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Knocking in Engine?

What are the Causes of this?

I have an 02 Nissan 4cyl Altima, and when I start it up in the morning it starts rough, and I hear like a gentle knocking sound it increases with speed, but after 30 or so I don’t hear it anymore.

Help?

A few reasons may be low engine oil or chronic low engine oil. Also lax oil change habits are another possible cause. Another possibility is a failed or failing oil pump.

I would get this checked out and not ignore it.

Could be noisy lifters. You don’t happen to use Allied Signal produced oil filters (Fram, Pennzoil,etc.) do you?

What do oil filters have to do with noisy lifters?

poor flow rates and bad anti-drainback valve design can contribute to noisey valvetrains in cold weather. Once the oil is heated up it’s thinnner and flows more easily, so the noise goes away. Allied Signal filters are known for this.

If it’s a “clicking” or “snapping” sound, it could be a partially stuck lifter or just a weak lifter that bleeds down. Normal oil pressure quickly pumps the lifter back up and it goes away. You might try a product that claims to “frees sticky valve lifters” Rislone is a good one…

If the sound is more pronounced, a deeper thump, then piston slap might be the cause. But that usually takes 5 or 10 minutes to subside as the engine warms up. I’m assuming you meant 30 SECONDS as the time interval…If it goes away in 30 seconds, it’s almost always a sticky lifter. The rough running might be another problem. Dirty injectors?

I’m going to respectfully disagree that oil filters have anything to do with valve lifter rattle.
A good valve lifter should be fine even after sitting for a few months. If a lifter requires a different type of filter to shut it up then repair the faulty lifter rather than blame the filter.

The comment about Allied Signal filters (Fram) points back to that internet generated garbage about Fram being bad filters and causing valve lifter knocks. Pure bunk.

When I had my old 92 T-Bird SC. I can tell you without hyperbole that Fram filters can indeed cause noisy lifters. At the time the car had a fairly high amount of mileage on it (about 130,000). Against my better judgment I took it to a quick lube place for an oil change since it was quite cold and raining. I got the oil changed and came home. The next morning I started the car and hear a ticking noise. I disregard it and continue on to school. The noise stopped once the car warmed up. The next morning the same thing happened. I checked the oil level, it was full. The following weekend I decide to change the oil again. I use an OEM Motorcraft filter and the same brand/weight of oil that the oil change place used. And miraculously the next morning, about the same temp/conditions as the previous week, the noise is gone. The oil filter that the oil change place used was a Pennzoil filter which is made (and has been for some time) by Allied Signal. Ever since then, I’ve used Purolator and Motorcraft filters exclusively. Keep in mind this takes place well before the internet reports came up.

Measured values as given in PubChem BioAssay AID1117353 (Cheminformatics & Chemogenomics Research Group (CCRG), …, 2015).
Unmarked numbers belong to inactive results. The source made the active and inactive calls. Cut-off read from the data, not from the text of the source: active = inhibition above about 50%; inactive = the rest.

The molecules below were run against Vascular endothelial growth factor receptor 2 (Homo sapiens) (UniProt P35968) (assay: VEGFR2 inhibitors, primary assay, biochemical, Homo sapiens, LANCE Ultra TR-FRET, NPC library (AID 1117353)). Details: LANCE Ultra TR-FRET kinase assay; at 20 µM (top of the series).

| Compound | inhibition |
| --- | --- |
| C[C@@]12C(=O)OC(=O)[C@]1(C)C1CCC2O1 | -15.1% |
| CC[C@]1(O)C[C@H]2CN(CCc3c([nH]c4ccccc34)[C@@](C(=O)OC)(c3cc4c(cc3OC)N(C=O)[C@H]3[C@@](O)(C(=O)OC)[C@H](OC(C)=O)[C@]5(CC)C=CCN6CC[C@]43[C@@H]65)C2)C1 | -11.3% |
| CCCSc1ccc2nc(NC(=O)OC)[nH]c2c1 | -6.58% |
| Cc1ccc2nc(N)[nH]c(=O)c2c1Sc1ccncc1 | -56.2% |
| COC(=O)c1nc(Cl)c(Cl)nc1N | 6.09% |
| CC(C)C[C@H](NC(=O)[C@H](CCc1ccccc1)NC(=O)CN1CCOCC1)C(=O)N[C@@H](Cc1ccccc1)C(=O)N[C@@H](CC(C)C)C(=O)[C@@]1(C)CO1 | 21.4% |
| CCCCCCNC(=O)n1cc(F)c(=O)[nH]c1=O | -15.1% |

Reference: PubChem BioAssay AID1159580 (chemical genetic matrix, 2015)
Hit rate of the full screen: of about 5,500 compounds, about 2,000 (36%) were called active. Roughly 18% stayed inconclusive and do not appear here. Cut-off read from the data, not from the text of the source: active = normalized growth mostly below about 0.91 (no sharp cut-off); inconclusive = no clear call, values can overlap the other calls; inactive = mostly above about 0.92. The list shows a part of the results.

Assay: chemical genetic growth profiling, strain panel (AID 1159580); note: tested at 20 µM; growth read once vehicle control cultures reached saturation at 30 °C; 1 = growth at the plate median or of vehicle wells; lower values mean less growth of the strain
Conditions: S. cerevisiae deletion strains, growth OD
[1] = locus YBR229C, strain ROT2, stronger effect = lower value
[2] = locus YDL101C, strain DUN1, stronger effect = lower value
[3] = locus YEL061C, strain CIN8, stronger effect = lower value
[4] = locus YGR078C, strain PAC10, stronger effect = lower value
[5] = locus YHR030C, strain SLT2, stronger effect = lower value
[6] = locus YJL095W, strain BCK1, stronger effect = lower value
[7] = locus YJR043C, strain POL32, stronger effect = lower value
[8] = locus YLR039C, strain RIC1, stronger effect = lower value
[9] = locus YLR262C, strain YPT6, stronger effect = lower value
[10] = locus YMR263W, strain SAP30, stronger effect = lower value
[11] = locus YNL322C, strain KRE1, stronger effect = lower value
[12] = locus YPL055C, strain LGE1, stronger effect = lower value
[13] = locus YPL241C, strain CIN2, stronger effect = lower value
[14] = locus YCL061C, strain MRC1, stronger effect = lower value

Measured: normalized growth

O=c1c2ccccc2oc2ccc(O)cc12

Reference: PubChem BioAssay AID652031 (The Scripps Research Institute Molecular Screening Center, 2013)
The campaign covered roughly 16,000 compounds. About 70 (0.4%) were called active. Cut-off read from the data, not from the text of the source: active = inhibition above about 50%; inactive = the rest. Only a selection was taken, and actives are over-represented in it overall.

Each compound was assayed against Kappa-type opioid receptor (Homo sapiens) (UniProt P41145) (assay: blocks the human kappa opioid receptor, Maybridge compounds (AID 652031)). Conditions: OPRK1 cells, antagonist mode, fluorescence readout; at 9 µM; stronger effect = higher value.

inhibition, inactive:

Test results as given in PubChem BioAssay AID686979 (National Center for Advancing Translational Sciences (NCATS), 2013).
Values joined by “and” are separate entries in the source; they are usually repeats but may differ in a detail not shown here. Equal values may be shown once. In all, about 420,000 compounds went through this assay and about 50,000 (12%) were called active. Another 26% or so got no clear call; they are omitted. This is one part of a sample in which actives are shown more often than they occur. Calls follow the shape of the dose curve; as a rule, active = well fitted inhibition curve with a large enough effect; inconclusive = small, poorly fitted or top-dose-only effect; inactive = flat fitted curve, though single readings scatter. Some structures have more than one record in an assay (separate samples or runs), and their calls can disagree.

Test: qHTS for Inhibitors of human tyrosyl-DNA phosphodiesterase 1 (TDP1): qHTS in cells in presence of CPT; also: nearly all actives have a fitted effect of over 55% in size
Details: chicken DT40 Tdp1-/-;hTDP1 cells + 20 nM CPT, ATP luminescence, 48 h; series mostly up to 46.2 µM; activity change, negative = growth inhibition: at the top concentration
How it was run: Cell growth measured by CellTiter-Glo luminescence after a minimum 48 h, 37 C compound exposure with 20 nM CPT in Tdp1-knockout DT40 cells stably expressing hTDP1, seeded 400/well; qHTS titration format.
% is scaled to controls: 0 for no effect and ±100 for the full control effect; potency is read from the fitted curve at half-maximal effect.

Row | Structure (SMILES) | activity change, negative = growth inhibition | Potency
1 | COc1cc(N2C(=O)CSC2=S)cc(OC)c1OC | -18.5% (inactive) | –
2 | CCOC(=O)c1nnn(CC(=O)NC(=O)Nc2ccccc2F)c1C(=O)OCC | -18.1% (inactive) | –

The only thing I’m telling you is that an oil filter has zero, zilch, and nada effect on a hydraulic lifter operation.
If an engine has a lifter rattle upon startup that is the fault of the lifter, not the filter.

The lifters are bleeding down for some reason; worn, gummed up, or whatever. The ticking can even be erratic in nature but they’re not rattling because of the filter.

I’ve got a Ford 2.3 engine sitting around waiting for something to put it in. The engine runs great but at times in the past it has exhibited a lifter rattle when started. It may do it once in a month, go for 6 months with no noise, or it may rattle every day for a week. The lifter is at fault, not the filters (which is a Motorcraft).

Feel free to constact any reputable engine builder, trade organization such as ASE or SAE, etc. and pose this question to them if you doubt me.

If you mean 30 seconds or so and it had not been doing it before your last oil and filter change, I would suggest a bad filter. It happens. It is not likely to cause any damage and will go away with the next filter change. On the other hand if it has had the same problem with more than one oil filter, that should not be the problem unless you are getting the wrong filter. Using a quick change place to get your oil changed is a very bad idea and they often use the wrong filters.

Note: the right filter does not mean filter make, but rather the specific filter number specified for your specific engine/car.

I agree that it’s the lifters rather than the filter. A properly operating lifter should have no problem filling its body with oil immediately even if the lifter body had drained of oil, and a properly sealing check valve in the lifter body should have no problem keeping the fluid in under lifter compression.

Of course, my reputability is questionable!

OT, but since anti drainback valves are being discussed, on some engines the problems can be profound when oil pressure is used for newfangled devices like powering variable valve timing. A bad valve can cause hard starting. Here is a quote from a Ford TSB for 2.0 l Zetec engines:

NOTE VEHICLES WITH A VARIABLE CAMSHAFT USE FORD OIL FILTER FL-2005, THIS OIL FILTER HAS AN INTERNAL CHECK VALVE THAT KEEPS THE EXHAUST VALVE CLOSED, WHEN THE ENGINE IS OFF, THIS WILL PREVENT ANY HARD START, OVER-FUELING OR FLOODING CONDITIONS ON INITIAL START UP (FIGURE 1).

Hmmm…you have my attention.

Sounds like the so-called “check valve” actually allows collapse of the exhaust valve lifters. Gotta look into this…enquiring minds want to know.